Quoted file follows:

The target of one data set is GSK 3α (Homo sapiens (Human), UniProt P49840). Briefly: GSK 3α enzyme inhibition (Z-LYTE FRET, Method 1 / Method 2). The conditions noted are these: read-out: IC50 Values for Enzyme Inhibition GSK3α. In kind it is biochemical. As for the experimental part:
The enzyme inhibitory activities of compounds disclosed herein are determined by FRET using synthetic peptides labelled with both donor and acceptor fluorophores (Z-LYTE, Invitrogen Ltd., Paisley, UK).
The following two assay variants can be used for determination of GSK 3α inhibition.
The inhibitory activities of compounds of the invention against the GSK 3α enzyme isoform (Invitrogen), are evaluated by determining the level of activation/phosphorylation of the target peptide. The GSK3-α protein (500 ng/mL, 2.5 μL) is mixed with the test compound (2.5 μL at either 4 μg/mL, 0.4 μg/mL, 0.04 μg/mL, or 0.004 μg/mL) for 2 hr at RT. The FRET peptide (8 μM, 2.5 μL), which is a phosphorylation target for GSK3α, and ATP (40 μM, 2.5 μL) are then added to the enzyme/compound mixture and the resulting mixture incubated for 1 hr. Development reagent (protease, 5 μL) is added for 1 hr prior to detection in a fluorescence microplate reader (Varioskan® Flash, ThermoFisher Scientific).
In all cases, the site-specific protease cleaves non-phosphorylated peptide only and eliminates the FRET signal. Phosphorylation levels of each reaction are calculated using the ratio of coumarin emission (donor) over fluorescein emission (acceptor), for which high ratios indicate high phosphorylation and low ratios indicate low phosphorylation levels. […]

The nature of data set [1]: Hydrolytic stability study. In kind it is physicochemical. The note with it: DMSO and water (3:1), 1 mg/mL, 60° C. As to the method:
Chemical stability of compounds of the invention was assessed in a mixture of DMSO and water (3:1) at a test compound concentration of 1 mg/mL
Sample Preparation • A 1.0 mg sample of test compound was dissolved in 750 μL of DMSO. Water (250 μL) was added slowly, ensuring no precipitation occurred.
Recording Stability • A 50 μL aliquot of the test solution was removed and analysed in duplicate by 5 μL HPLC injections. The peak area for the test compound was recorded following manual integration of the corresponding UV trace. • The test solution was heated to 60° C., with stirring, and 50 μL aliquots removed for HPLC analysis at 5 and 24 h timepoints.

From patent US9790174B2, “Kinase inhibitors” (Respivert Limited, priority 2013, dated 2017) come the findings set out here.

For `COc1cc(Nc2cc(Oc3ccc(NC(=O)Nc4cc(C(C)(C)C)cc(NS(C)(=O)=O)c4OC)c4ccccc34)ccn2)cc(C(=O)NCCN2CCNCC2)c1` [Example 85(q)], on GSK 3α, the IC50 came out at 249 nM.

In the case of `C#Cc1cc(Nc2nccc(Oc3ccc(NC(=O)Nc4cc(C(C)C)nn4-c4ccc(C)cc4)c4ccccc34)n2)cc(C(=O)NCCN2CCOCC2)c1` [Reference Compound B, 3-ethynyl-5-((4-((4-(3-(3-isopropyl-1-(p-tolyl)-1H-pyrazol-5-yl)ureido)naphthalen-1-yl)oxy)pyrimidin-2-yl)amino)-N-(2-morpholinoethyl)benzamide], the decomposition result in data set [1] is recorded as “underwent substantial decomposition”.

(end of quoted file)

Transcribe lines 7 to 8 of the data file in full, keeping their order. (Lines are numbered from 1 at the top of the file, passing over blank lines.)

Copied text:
Chemical stability of compounds of the invention was assessed in a mixture of DMSO and water (3:1) at a test compound concentration of 1 mg/mL
Sample Preparation • A 1.0 mg sample of test compound was dissolved in 750 μL of DMSO. Water (250 μL) was added slowly, ensuring no precipitation occurred.